Multiple myeloma is a rare cancer with many treatment options, though it currently has no cure. We asked our experts at Huntsman Cancer Institute (HCI) to weigh in on frequently asked questions about multiple myeloma, including how the disease works and how treatment looks. In this piece, Douglas W. Sborov, MD, MS, Assistant Professor in the Department of Internal Medicine at the University of Utah and Grace L. Blissell, APRN share their knowledge and expertise.
What is multiple myeloma?
Multiple myeloma is a blood cancer. The cancer is in plasma cells, a type of white blood cell found in bone marrow. Plasma cells make antibodies, which fight infections, viruses, allergies, and bacteria.
What are the first signs of myeloma?
Common symptoms of multiple myeloma include:
- Back pain
- Bone pain
- Infections that don’t go away or that keep coming back
People with multiple myeloma may have one or all of these symptoms.
Doctors use a set of criteria known as myeloma defining events (MDE) to diagnose multiple myeloma. MDE patients have at least 10% malignant plasma cells in their bone marrow and/or a mass of plasma cells either inside or outside of the bones.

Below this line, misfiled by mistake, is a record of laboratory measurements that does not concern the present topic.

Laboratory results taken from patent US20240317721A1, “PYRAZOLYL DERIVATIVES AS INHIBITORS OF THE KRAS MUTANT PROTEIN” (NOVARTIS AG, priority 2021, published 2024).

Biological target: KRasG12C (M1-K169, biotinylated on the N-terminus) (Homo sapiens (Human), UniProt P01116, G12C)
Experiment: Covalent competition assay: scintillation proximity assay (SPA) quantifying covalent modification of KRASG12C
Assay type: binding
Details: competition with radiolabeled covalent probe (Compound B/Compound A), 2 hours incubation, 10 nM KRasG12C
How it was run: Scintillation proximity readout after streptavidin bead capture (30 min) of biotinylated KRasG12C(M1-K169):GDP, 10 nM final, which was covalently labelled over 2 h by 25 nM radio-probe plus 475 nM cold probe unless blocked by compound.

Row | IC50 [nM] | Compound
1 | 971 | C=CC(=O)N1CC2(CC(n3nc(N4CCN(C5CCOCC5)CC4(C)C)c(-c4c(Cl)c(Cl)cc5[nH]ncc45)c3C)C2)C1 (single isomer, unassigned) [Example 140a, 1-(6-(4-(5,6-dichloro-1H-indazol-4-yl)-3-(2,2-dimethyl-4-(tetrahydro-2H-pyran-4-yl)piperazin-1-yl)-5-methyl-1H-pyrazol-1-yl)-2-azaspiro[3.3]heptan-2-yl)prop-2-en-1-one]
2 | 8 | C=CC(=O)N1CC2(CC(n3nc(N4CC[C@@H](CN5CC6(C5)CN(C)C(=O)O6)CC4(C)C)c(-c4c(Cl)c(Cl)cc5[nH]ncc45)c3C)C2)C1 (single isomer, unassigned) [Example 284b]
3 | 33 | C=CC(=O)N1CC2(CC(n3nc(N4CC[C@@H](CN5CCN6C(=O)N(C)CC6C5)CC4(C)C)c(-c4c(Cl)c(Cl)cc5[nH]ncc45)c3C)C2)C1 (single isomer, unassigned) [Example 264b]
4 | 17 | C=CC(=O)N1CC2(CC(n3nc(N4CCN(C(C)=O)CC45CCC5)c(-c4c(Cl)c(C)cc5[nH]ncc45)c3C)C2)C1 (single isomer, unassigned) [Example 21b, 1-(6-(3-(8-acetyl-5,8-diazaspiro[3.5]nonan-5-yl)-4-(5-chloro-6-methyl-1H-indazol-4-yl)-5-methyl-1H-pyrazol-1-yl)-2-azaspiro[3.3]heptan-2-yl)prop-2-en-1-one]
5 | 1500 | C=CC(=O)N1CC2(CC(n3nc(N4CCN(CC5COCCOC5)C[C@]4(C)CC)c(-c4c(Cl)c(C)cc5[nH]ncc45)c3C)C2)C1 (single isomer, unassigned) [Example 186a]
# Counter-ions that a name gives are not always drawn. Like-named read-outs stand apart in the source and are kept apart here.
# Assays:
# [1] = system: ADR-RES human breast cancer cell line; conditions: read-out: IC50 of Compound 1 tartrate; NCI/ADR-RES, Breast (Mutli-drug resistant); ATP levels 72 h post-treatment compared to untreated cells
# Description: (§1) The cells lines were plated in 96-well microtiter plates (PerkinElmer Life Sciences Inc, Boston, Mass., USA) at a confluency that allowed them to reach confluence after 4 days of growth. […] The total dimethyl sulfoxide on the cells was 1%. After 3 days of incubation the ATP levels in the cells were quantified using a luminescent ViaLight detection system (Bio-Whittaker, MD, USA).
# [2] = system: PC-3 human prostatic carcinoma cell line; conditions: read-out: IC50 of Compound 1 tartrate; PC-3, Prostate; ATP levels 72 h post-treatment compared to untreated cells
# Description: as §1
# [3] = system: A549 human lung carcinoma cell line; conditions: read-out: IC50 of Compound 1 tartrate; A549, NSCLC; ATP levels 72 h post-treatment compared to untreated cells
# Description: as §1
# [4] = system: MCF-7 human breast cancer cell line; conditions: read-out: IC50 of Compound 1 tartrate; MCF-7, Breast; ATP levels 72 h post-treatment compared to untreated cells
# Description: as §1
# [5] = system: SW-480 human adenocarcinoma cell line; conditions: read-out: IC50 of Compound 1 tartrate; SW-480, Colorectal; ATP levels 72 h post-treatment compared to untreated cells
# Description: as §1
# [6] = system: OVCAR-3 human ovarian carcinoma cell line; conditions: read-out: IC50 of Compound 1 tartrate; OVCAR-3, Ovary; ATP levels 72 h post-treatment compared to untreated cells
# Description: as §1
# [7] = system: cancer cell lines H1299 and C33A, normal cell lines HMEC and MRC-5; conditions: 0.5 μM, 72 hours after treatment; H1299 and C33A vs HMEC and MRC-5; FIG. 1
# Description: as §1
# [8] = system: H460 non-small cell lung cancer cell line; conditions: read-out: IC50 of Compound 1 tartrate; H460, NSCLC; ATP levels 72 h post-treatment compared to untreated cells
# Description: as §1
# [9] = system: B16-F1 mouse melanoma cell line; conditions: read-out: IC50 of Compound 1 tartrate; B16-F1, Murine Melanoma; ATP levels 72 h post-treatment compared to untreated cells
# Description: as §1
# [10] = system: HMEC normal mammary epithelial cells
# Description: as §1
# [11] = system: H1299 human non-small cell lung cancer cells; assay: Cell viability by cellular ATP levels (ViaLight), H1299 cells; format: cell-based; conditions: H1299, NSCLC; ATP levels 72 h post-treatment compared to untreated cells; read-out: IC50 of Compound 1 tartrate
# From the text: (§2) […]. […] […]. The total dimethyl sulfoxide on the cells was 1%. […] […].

How quickly does myeloma typically progress?
In most cases, multiple myeloma grows slowly. It can progress over the course of years. It is usually diagnosed when the cancerous plasma cells in the bones and/or blood stream reaches a high level.
Is myeloma cancer deadly?
Myeloma is incurable but treatable. Since 1975 (the first year multiple myeloma data was available), survival rates have continued to increase. Now, multiple myeloma patients who have standard risk factors can live 10 years on average. There are many FDA-approved treatments available, and the number of new treatments are increasing. In fact, in 2019, two new drugs were approved for patients with relapsed and refractory disease.
It is very important to know that the myeloma research community, including the team at Huntsman Cancer Institute (HCI), continues to look for a cure. Many clinical trials are investigating new, exciting ways of activating the immune system to fight myeloma. These immunotherapies are some of the newest and most advanced treatments available.
What is a common treatment plan for myeloma?
Most patients receive a three-drug combination. Some drugs are pills, some are injections, and some are infusions given through a vein.
Patients who are young and fit get this combination for three to four months. Then the patient receives an autologous bone marrow transplant. Once patients have recovered from this procedure, they continue with other types of treatment. When the disease progresses, we look for combination treatments to keep the disease in control.
Can myeloma metastasize (spread)?
The term "metastasis" isn’t really used for multiple myeloma since it already occurs throughout the body in the bone marrow. But some patients do develop - masses outside their bones. Doctors can sometimes feel these masses during a physical exam. They may also be found through imaging tests such as PET/CT or MRI.